Forsøksdyr: Monitoring of the wild European eel stock


Godkjenningsdato 18.07.2018

The European eel population has been declining since the 1980's. It is a panmictic species and is managed as one stock although present in almost every European and some North African countries. Most countries are required (by the European Union or advised by ICES) to provide density and biomass estimates of their local stock as well as information on the age distribution and other biological characteristics. The goal of this study is to document the status of eels in Norway and understand their habitat usage in freshwater and marine habitats. This study will involve 1) a mark recapture program, 2) establishing biological profiles of eel living in saltwater versus freshwater 3) determining the age structure of eels in Norway 4) comparing the habitat use of eels between the freshwater and saltwater habitats.
The eels used in this study will be either tagged (1010) or sacrificed (2000). Eels will be anesthetized before tagging and thus will feel miminum distress. The tags will be implanted in the body cavity and the procedure is well documented in the literature. Eels are known to recover well from the procedure and behave as normal eels do. The sacrificed eels will be euthanized by an overdose of anesthesia and therefore should not feel any distress.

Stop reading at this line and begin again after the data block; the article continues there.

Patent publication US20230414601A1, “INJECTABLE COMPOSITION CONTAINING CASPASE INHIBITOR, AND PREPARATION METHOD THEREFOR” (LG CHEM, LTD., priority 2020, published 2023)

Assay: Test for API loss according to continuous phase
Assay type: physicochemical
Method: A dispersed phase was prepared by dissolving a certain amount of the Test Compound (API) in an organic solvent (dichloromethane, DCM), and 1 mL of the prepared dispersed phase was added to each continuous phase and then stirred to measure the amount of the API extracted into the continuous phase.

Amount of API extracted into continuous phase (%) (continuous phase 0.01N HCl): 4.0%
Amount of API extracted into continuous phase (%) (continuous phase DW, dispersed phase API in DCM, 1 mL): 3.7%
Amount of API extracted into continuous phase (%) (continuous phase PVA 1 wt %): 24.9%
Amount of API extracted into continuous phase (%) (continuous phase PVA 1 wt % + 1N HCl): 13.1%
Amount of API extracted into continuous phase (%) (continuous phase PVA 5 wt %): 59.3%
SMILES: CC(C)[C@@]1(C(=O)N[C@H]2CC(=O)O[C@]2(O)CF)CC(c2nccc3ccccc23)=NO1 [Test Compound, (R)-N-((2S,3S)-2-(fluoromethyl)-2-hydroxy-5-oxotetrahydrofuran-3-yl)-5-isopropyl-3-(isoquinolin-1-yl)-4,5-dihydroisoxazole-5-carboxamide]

The results are important for both national and international eel management and also in a wider scientific context to understand the life cycle of this species and what may influence their choice of habitat. Results will be published in international peer reviewed journals.
There is no possible replacement to achieve this study. We need the otoliths to study the life-history strategies of the eels. The telemetry survey constitutes a reduction of the number of animals in the experimental design since we will obtain continuous and detailed data of several inviduals rather than an instant "picture" of several individuals. All of the tagging and sampling will be carried out be experienced eel and telemetry scientists.
This study is part of a research financed and approved by the Norwegian Research Council (MAREEL, project number #280658).